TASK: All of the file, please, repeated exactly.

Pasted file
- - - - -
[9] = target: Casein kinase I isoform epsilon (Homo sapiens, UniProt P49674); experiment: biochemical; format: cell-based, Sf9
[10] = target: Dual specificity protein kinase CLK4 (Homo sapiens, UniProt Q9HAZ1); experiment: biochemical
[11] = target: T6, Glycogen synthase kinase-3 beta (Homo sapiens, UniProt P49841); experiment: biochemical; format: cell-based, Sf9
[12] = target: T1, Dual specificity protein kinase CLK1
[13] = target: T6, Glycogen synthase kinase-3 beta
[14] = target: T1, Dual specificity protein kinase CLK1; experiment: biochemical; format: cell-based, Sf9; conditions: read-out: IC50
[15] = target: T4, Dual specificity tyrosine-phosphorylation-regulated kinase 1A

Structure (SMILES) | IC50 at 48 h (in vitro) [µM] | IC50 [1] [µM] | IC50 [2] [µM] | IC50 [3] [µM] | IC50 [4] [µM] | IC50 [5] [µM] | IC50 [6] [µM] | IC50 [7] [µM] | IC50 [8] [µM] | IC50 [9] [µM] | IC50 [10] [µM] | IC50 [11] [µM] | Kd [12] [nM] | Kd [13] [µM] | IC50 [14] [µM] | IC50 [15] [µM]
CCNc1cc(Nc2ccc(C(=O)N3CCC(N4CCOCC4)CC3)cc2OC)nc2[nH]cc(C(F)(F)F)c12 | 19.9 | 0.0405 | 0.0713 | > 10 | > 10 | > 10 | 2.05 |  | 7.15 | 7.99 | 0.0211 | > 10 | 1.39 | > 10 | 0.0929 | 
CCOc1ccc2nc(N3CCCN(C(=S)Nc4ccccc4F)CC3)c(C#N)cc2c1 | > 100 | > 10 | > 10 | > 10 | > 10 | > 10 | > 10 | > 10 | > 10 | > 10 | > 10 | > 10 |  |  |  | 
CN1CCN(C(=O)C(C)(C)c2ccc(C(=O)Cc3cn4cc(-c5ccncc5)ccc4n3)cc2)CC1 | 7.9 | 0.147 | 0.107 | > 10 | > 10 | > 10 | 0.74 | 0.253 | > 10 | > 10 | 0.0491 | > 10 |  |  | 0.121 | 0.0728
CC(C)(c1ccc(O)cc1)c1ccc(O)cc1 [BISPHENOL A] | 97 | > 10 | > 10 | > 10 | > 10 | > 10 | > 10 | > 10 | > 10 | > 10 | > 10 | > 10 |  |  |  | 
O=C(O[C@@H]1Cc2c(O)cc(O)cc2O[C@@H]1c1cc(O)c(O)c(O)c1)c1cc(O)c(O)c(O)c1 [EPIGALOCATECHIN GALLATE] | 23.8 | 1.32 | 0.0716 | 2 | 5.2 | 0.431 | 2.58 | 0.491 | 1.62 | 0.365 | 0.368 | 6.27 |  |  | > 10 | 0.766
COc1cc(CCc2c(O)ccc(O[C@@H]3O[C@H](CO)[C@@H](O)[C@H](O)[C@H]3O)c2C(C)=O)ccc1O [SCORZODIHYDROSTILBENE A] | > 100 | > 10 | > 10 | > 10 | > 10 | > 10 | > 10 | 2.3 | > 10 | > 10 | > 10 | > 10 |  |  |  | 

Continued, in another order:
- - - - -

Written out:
[9] = target: Casein kinase I isoform epsilon (Homo sapiens, UniProt P49674); experiment: biochemical; format: cell-based, Sf9
[10] = target: Dual specificity protein kinase CLK4 (Homo sapiens, UniProt Q9HAZ1); experiment: biochemical
[11] = target: T6, Glycogen synthase kinase-3 beta (Homo sapiens, UniProt P49841); experiment: biochemical; format: cell-based, Sf9
[12] = target: T1, Dual specificity protein kinase CLK1
[13] = target: T6, Glycogen synthase kinase-3 beta
[14] = target: T1, Dual specificity protein kinase CLK1; experiment: biochemical; format: cell-based, Sf9; conditions: read-out: IC50
[15] = target: T4, Dual specificity tyrosine-phosphorylation-regulated kinase 1A

Structure (SMILES) | IC50 at 48 h (in vitro) [µM] | IC50 [1] [µM] | IC50 [2] [µM] | IC50 [3] [µM] | IC50 [4] [µM] | IC50 [5] [µM] | IC50 [6] [µM] | IC50 [7] [µM] | IC50 [8] [µM] | IC50 [9] [µM] | IC50 [10] [µM] | IC50 [11] [µM] | Kd [12] [nM] | Kd [13] [µM] | IC50 [14] [µM] | IC50 [15] [µM]
CCNc1cc(Nc2ccc(C(=O)N3CCC(N4CCOCC4)CC3)cc2OC)nc2[nH]cc(C(F)(F)F)c12 | 19.9 | 0.0405 | 0.0713 | > 10 | > 10 | > 10 | 2.05 |  | 7.15 | 7.99 | 0.0211 | > 10 | 1.39 | > 10 | 0.0929 | 
CCOc1ccc2nc(N3CCCN(C(=S)Nc4ccccc4F)CC3)c(C#N)cc2c1 | > 100 | > 10 | > 10 | > 10 | > 10 | > 10 | > 10 | > 10 | > 10 | > 10 | > 10 | > 10 |  |  |  | 
CN1CCN(C(=O)C(C)(C)c2ccc(C(=O)Cc3cn4cc(-c5ccncc5)ccc4n3)cc2)CC1 | 7.9 | 0.147 | 0.107 | > 10 | > 10 | > 10 | 0.74 | 0.253 | > 10 | > 10 | 0.0491 | > 10 |  |  | 0.121 | 0.0728
CC(C)(c1ccc(O)cc1)c1ccc(O)cc1 [BISPHENOL A] | 97 | > 10 | > 10 | > 10 | > 10 | > 10 | > 10 | > 10 | > 10 | > 10 | > 10 | > 10 |  |  |  | 
O=C(O[C@@H]1Cc2c(O)cc(O)cc2O[C@@H]1c1cc(O)c(O)c(O)c1)c1cc(O)c(O)c(O)c1 [EPIGALOCATECHIN GALLATE] | 23.8 | 1.32 | 0.0716 | 2 | 5.2 | 0.431 | 2.58 | 0.491 | 1.62 | 0.365 | 0.368 | 6.27 |  |  | > 10 | 0.766
COc1cc(CCc2c(O)ccc(O[C@@H]3O[C@H](CO)[C@@H](O)[C@H](O)[C@H]3O)c2C(C)=O)ccc1O [SCORZODIHYDROSTILBENE A] | > 100 | > 10 | > 10 | > 10 | > 10 | > 10 | > 10 | 2.3 | > 10 | > 10 | > 10 | > 10 |  |  |  | 

Continued, in another order: